In 2017, one of the organization’s CEOs spoke publicly about his own financial woes, a move that Elsworth says helped foster a culture of openness.
“Having done so much work on mental and physical health since that time, we feel it is time to put the spotlight back on the entirely related issue of financial well-being.”
Return to well-being
The term ‘wellness agent’ has gone out of fashion for many years, says Charles Cotton, senior performance and reward adviser at the Chartered Institute of Personnel and Development (CIPD), but the fundamental need to maintain staff afloat this winter could mark a return to the concept, he believes.
“As providers of income, employers have a key role to play in financial well-being and we may well see new titles such as director of personnel and social protection emerge as more and more staff members. staff realize that they are unable to put food on the table. “
Cotton says all organizations need to consider the impact of low pay or capped hours policies and consider joining the 7,000 UK companies that have so far adopted the voluntary real living wage.
âSome companies don’t like to talk about in-work poverty because they feel guilty or fear appearing intrusive or even paternalistic, but in my opinion there is a moral obligation to think very seriously about these issues, especially in the economic environment, âhe says.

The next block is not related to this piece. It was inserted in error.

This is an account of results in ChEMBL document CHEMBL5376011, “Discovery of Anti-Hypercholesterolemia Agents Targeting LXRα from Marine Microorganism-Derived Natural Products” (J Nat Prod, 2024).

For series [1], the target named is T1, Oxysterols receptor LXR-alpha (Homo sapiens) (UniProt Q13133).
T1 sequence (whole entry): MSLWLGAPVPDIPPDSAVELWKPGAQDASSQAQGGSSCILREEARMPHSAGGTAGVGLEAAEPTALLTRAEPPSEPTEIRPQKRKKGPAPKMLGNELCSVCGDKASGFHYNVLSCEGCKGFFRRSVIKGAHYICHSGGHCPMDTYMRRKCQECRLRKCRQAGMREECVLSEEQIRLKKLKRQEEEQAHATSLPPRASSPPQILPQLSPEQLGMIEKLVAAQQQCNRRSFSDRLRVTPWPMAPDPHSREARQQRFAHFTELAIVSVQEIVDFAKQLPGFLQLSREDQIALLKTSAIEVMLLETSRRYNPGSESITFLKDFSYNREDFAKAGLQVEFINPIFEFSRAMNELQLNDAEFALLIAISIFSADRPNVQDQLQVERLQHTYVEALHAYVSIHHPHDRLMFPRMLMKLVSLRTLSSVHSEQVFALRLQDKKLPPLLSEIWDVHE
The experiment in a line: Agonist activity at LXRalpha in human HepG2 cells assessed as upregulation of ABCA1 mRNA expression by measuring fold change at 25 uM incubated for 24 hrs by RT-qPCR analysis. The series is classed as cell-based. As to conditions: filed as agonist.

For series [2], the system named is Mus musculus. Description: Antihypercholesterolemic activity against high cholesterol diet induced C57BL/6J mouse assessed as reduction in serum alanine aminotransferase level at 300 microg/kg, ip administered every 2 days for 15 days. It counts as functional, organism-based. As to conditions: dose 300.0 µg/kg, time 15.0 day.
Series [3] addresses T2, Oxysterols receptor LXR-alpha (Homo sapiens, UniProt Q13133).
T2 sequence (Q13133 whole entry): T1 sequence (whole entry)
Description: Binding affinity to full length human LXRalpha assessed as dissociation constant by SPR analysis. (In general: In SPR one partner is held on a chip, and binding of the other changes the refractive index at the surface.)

As the UK’s longest-standing employer financial welfare service provider, Close Brothers banking group is taking a different line.
âI don’t believe there is a moral obligation, but we certainly see financial well-being and resilience as a business imperative, especially since high-paid people are in trouble too,â says Jeanette Makings , responsible for financial education. âThose who are concerned that their employees may fall prey to ruthless lenders will certainly want to offer loans, but for other clients, it’s more about cutting gym membership to put more emphasis on ISAs, savings plans and EAPs. “
At BT, which has provided loans to 13,500 employees since 2018, the urge to help colleagues in debt – whether through gambling, addiction or even maintenance costs – is real, says Drew Matthews, director reward, employee relations, health safety and well-being. .
âBT is a kind and caring organization and we want to take care of people, but we don’t want a return to 1970s paternalism or Victorian attitudes towards debt management,â he says. âCo-workers are adults, so it’s up to them to make choices about their personal finances – the company’s role is to provide the products, tools and education to help them make informed decisions. “
Companies must meet the basic needs of their employees, offer them a decent standard of living and an overall package that is fair, reasonable and sufficient, he says. “We are determined to do the right thing under difficult circumstances.”
As BT is now on the verge of getting real living wage certification, he adds: âI recognize that there is a moral subtext to the current debate on employee hardship and it may be uncomfortable for some. employers. “